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OSHA revises enforcement policies for coronavirus infection cases

Source: Occupational Safety and Health Administration 

As states reopen after more than two months of shelter orders, OSHA has adopted two revised enforcement policies with respect to coronavirus exposure in workplaces, spurred by improved understanding about infection transmission and prevention throughout the course of the pandemic. 

First, the agency is increasing in-person inspections at all types of workplaces. New enforcement guidance reflects changing circumstances in which many non-critical businesses have begun to reopen in areas of lower community spread. The risk of transmission is lower in specific categories of workplaces, and personal protective equipment potentially needed for inspections is more widely available. OSHA staff will continue to prioritize Covid-19 inspections and utilize all customary enforcement tools.

Second, OSHA is revising its previous enforcement policy for recording cases of coronavirus. Under agency recordkeeping requirements, infection is a recordable illness and employers are responsible for recording if cases are confirmed as such; work-related as defined by 29 CFR 1904.5; and, involve one or more of the general recording criteria in 29 CFR 1904.7, such as medical treatment beyond first aid or days away from work.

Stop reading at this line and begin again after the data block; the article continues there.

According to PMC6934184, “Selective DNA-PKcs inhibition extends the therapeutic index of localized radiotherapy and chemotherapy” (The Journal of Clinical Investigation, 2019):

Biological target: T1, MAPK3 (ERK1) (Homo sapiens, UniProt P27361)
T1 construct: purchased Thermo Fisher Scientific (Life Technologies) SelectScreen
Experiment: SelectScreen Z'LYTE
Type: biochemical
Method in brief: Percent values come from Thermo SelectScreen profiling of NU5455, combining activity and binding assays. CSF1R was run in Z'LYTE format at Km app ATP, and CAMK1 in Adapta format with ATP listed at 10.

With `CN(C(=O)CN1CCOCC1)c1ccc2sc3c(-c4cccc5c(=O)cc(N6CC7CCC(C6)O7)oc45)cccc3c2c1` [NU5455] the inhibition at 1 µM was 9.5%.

OSHA will enforce the recordkeeping requirements of 29 CFR 1904 for employee coronavirus illnesses for all employers. Given the nature of the disease and community spread, however, in many instances it remains difficult to determine whether a coronavirus illness is work-related, especially when an employee has experienced potential exposure both in and out of the workplace. OSHA's guidance emphasizes that employers must make reasonable efforts, based on the evidence available to the employer, to ascertain whether a particular case of coronavirus is work-related.

Recording a coronavirus illness does not mean that the employer has violated any OSHA standard. Following existing regulations, employers with 10 or fewer employees and certain employers in low hazard industries have no recording obligations; they need only report work-related coronavirus illnesses that result in a fatality or an employee's in-patient hospitalization, amputation, or loss of an eye.